The optimum thermodynamic adsorption energies of the reaction intermediates over a wide range of catalytic materials can be deduced using Sabatier’s volcano principle. Hansen et al. calculated the adsorption energetics of various sites on rutile (110) precious metal oxides (RuO2, IrO2, and PtO2) for CER and OER (Fig. 3b) [44]. The highest CER activity of RuO2(110) was obtained with the O2cc site (2Oc), where a single *Cl binds to two Oc sites. In contrast, the Oc and Mc sites were found to be the optimum active sites for the CER on IrO2(110) and PtO2(110), respectively.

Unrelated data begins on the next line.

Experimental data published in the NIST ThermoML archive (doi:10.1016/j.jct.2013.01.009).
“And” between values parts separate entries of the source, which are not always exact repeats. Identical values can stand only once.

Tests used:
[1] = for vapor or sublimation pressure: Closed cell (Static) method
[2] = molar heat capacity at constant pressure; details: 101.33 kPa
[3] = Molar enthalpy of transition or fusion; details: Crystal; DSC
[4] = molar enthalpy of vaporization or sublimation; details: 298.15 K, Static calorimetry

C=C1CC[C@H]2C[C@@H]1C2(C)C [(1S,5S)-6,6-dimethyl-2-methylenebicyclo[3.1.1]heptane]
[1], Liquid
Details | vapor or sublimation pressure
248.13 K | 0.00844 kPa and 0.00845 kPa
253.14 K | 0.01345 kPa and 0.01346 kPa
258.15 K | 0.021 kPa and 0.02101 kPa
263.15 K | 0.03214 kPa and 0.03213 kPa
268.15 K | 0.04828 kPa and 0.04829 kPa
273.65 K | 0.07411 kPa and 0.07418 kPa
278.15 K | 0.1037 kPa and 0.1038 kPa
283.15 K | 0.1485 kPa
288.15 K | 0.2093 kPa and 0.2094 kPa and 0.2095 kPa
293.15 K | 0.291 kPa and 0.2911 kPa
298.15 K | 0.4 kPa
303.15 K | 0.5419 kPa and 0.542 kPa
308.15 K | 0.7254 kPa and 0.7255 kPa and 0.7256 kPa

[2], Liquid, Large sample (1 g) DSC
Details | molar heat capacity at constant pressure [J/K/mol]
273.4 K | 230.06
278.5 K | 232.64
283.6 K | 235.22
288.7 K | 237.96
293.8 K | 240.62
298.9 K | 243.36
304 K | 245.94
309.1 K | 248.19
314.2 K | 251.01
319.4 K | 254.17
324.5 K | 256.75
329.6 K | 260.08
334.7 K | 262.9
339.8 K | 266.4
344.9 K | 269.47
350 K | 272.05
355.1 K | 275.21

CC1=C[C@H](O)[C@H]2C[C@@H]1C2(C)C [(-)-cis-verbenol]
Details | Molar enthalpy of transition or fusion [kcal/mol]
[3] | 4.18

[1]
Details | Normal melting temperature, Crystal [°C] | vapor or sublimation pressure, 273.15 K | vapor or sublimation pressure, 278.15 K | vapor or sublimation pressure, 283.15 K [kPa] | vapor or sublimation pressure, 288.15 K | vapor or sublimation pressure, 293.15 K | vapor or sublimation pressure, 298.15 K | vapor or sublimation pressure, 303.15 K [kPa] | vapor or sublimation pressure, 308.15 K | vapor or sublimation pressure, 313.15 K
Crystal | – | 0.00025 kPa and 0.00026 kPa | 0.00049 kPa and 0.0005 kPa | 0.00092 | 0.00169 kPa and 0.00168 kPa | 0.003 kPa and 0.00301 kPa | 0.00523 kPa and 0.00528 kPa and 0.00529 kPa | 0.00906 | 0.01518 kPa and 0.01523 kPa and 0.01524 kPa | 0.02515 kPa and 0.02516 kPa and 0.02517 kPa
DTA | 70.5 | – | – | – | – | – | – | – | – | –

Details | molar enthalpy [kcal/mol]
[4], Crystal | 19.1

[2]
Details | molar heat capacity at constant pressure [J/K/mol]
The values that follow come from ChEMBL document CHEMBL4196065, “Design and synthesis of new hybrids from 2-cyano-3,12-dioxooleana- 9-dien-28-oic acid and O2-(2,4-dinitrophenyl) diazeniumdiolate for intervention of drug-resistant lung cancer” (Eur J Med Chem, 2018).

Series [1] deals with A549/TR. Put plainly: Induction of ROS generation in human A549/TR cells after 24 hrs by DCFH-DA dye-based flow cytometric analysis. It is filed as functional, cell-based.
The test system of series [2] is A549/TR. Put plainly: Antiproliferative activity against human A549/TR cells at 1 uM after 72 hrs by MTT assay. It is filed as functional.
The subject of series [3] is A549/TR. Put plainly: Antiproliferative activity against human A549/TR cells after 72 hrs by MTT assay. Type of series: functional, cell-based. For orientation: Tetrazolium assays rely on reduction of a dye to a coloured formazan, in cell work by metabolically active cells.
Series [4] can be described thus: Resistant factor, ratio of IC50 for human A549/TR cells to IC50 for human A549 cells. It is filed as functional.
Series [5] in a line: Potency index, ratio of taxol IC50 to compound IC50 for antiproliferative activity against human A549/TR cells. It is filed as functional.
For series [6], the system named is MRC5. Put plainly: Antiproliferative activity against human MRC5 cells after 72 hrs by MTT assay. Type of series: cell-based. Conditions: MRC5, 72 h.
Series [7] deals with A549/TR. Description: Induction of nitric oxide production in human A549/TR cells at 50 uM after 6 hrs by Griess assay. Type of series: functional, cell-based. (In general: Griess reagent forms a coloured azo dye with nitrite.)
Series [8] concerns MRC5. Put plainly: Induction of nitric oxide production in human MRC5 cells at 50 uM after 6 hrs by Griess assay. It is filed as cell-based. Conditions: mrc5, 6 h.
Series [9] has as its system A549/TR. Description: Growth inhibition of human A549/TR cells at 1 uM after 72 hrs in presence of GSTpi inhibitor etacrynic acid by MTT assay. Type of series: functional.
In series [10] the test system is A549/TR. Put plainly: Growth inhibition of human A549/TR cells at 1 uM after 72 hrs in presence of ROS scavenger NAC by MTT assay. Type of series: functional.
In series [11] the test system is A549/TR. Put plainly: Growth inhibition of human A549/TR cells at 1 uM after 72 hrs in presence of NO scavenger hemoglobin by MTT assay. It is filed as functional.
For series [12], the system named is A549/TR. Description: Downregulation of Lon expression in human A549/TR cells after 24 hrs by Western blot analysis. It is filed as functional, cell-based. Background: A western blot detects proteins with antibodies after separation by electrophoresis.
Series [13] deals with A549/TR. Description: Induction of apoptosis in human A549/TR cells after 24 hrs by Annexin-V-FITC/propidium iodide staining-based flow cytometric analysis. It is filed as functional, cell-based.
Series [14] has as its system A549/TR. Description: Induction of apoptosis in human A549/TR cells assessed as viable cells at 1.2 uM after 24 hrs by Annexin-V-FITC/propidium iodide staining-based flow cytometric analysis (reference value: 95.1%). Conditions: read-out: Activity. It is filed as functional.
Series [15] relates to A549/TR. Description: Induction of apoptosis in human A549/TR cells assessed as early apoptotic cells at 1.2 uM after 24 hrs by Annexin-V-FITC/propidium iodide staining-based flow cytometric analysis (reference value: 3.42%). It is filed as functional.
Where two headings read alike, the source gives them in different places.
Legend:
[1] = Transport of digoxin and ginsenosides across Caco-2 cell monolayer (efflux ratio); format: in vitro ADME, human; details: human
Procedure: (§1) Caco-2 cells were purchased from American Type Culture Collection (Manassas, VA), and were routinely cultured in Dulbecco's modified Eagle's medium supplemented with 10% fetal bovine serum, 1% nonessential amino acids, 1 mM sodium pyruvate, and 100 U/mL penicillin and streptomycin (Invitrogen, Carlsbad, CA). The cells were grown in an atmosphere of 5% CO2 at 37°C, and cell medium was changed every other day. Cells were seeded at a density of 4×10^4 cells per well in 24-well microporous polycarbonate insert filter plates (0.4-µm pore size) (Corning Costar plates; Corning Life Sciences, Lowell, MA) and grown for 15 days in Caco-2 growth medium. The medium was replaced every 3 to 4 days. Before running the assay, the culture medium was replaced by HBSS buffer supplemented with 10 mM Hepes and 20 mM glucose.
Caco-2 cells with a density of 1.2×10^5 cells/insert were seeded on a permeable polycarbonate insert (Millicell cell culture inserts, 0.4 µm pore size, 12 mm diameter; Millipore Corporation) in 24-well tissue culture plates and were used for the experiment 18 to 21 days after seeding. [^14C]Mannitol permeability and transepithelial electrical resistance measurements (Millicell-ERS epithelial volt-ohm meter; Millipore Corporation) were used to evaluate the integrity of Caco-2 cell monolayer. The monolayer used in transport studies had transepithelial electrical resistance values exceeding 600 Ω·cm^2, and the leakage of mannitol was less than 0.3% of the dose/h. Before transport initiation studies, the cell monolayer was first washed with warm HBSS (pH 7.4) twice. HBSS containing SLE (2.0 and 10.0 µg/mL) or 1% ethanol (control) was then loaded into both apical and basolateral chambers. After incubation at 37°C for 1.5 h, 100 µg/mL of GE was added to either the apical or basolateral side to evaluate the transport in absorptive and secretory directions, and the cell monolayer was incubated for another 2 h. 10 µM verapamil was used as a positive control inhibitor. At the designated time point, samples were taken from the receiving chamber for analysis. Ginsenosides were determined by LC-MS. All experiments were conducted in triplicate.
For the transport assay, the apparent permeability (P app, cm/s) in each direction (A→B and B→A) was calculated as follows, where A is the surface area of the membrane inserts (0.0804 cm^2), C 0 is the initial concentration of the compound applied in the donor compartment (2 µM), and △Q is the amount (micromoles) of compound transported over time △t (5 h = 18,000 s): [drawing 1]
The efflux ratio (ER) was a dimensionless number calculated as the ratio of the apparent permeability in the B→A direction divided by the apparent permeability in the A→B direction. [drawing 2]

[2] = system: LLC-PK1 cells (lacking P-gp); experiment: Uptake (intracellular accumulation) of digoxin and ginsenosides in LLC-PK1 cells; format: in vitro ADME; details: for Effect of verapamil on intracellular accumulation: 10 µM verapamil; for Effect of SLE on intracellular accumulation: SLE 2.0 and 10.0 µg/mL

The CER is typically performed in aqueous electrolytes in the oxidative potential range. Hence, the OER is unavoidably involved as a parasitic competitive reaction during the CER. Fig. 3c shows the most stable surface structure as a function of potential (U), which considers the intermediate of OER, *OH, and that of CER, *Cl [44]. In most metal oxide catalysts, the two intermediates, *Cl and *OH, commonly share the Oc active site, and the adsorption energy on the Oc site can serve as an activity descriptor for both the CER and OER [4045]. Therefore, the CER and OER are correlated with each other by the scaling relationship, as encountered in other competitive electrochemical reactions such as the four- and two-electron (4e/2e) ORR [46,47]. Under these conditions, the optimized active site that binds Cl with the lowest energy can also bind OH with the lowest energy. Unlike 4e/2e ORR, the CER/OER scaling relationship involves different adsorbates (*Cl vs. *OH). Hence, the scaling relation can be thermodynamically overcome by generating an active site with relatively larger adsorption energy toward *OH [41,42]. The doping of heteroatoms into precious metal oxide catalysts [8,20] or the introduction of a new class of catalysts have been explored [28,29] to achieve this goal, aspects of which will be described in detail in the next section.